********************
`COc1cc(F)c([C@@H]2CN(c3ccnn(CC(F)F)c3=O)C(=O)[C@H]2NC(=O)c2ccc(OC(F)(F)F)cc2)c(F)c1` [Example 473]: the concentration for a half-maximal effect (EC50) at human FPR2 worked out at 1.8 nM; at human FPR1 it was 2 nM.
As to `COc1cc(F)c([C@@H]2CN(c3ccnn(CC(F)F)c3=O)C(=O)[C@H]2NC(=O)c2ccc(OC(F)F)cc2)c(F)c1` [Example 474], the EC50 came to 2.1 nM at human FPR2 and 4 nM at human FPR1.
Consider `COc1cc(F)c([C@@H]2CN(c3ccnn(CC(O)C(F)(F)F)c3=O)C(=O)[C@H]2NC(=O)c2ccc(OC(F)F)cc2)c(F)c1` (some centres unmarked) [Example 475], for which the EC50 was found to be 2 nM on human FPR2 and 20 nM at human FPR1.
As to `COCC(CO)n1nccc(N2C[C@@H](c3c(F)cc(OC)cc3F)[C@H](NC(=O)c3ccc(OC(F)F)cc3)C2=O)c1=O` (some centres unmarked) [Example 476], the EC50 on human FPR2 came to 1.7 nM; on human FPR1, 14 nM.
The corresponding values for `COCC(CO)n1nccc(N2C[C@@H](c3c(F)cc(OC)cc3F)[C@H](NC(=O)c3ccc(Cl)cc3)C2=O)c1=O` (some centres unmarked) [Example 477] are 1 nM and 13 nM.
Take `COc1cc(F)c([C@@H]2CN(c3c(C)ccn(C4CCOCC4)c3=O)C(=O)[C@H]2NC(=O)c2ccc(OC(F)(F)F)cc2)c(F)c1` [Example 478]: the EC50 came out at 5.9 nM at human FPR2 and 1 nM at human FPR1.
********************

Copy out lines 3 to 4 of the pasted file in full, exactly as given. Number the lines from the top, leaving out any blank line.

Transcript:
Consider `COc1cc(F)c([C@@H]2CN(c3ccnn(CC(O)C(F)(F)F)c3=O)C(=O)[C@H]2NC(=O)c2ccc(OC(F)F)cc2)c(F)c1` (some centres unmarked) [Example 475], for which the EC50 was found to be 2 nM on human FPR2 and 20 nM at human FPR1.
As to `COCC(CO)n1nccc(N2C[C@@H](c3c(F)cc(OC)cc3F)[C@H](NC(=O)c3ccc(OC(F)F)cc3)C2=O)c1=O` (some centres unmarked) [Example 476], the EC50 on human FPR2 came to 1.7 nM; on human FPR1, 14 nM.